• D20: Either roll as above, select from an array, or use point buy. Class and race limitations are gone, but abilities are dependent upon score (most notably, spellcasting).
Of those methods, Advanced (1st & 2nd editions) is likely the best (though the gender bias is disappointing). My reasoning is that there is still randomness to attribute scores, and if you want to be a specialized class (druid,paladin, illusionist, assassin, or monk) you must satisfy some pretty strict requirements; for example, a 1st edition paladin was required to have:
  • strength: 12
  • intelligence: 9
  • wisdom: 13
  • constitution: 9
  • charisma: 17
So, to be a paladin, you had to make sacrifices where you could. It was hard to roll a paladin, but the added abilities could be worth it.

The modern trend is a bit more democratic, in that if I want to play a paladin, I play a paladin. Also, no one has to play an atrociously bad character, nor play with a character who *happened* to roll three 18s. You can walk into a game with a character you made, and it only takes a glance to see that the character followed the rules.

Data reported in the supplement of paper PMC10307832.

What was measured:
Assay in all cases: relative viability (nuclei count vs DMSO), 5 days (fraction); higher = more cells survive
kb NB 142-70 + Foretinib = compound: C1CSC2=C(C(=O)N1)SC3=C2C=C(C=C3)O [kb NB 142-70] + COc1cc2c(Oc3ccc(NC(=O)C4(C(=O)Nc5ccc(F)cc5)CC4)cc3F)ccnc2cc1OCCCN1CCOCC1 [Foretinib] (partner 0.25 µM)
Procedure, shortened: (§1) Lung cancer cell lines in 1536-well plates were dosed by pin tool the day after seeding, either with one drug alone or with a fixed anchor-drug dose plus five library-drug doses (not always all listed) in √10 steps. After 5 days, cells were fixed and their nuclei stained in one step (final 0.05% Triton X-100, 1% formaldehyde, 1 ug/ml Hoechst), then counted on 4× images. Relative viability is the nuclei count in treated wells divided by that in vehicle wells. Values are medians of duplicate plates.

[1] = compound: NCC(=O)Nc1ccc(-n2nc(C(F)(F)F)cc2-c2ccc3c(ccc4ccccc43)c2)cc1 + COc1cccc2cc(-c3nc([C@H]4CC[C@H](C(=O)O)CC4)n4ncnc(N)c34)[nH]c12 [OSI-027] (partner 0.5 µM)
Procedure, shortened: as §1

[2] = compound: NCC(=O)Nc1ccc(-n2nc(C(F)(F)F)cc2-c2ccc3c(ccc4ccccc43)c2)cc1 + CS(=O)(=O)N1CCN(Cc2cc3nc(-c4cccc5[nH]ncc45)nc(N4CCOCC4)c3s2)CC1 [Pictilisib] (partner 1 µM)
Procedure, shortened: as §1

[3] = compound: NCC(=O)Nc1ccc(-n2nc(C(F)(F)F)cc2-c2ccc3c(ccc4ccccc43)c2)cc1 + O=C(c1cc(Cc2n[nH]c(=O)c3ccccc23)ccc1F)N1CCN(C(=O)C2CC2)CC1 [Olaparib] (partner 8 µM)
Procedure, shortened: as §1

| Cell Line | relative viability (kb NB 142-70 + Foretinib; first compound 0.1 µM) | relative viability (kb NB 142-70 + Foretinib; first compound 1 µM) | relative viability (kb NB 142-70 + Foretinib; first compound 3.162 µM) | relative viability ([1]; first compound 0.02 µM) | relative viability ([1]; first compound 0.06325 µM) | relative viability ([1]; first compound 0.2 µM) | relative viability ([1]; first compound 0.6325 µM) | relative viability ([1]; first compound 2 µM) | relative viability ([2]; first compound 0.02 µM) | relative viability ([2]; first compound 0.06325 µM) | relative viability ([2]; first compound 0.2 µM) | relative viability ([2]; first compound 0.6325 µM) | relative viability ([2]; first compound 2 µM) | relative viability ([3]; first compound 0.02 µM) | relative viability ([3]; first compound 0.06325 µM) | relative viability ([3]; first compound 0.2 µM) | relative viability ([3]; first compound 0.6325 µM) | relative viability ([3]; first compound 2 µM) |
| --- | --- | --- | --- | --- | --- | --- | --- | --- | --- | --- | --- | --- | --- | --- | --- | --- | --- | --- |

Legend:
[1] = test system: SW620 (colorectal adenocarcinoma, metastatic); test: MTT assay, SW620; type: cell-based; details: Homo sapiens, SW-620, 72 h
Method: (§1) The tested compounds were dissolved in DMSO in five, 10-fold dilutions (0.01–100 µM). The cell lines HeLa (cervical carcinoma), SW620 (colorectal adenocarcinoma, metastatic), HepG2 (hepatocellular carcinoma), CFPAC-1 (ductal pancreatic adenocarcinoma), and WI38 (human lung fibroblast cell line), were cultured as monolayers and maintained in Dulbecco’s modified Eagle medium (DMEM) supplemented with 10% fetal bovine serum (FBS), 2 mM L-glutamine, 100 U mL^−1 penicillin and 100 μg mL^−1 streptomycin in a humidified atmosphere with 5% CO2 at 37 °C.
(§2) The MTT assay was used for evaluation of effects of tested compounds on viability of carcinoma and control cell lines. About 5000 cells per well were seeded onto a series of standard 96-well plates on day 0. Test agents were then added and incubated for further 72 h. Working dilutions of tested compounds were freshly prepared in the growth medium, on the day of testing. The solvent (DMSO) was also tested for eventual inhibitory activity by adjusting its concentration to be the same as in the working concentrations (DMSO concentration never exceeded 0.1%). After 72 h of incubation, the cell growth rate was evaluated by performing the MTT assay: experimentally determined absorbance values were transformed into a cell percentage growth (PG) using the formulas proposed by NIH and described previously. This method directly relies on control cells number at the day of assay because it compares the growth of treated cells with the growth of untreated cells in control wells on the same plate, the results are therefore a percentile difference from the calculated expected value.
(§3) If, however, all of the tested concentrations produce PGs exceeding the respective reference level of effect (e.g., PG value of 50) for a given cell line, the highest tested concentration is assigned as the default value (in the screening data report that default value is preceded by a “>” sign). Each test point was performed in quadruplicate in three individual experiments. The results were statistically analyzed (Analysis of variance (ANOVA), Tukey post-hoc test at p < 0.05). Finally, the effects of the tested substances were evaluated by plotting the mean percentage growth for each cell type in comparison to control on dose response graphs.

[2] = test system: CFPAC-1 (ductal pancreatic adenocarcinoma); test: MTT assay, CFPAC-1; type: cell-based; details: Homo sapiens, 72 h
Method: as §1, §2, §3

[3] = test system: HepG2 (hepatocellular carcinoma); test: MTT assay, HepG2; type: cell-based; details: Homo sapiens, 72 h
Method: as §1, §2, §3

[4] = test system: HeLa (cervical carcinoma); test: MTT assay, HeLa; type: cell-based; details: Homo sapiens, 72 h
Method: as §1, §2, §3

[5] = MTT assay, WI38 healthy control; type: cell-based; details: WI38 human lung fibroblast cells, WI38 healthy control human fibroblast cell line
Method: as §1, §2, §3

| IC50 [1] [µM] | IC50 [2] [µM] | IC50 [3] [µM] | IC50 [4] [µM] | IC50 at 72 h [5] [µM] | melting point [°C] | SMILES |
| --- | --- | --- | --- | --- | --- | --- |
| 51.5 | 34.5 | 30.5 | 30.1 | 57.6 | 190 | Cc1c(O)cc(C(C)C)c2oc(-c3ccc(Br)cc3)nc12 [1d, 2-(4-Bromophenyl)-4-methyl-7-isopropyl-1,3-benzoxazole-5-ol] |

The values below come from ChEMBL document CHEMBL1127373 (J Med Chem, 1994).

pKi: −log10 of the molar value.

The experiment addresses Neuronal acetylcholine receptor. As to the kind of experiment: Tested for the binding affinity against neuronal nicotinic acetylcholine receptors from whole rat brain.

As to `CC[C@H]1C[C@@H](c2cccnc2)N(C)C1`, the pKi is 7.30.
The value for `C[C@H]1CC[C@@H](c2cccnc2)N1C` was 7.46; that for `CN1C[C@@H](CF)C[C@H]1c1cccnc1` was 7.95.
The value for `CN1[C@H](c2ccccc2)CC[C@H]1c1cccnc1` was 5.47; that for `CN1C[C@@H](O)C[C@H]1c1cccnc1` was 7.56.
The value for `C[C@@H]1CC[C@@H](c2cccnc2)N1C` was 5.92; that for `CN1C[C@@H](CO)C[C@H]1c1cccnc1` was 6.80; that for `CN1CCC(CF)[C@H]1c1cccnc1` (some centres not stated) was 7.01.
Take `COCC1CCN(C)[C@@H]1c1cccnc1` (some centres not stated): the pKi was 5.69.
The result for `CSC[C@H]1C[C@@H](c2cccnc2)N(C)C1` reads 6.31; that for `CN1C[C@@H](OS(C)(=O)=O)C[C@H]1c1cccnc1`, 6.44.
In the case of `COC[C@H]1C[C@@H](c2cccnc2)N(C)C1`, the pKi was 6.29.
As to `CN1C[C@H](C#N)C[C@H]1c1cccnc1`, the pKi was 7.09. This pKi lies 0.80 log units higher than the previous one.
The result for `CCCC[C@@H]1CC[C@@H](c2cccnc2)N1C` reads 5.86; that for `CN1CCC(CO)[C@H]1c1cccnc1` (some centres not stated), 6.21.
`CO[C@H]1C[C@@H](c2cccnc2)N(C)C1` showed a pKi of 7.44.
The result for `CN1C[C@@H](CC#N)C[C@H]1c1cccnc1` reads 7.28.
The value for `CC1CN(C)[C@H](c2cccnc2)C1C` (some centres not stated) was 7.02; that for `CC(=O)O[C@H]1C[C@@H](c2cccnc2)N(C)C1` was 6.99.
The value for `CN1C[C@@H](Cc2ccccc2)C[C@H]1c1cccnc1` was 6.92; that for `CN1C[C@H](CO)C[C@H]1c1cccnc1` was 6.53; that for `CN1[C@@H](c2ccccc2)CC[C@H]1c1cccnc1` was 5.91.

However, putting everyone on a level playing field means that no one is extraordinary for anything. If you tell 10 players to make a human fighter in a d20 system, you will get 10 fairly equal fighters, and many will have the same attributes. There will be the oddball, like me, who takes a high wisdom over constitution because, "sometimes not being surprised is better than hit points."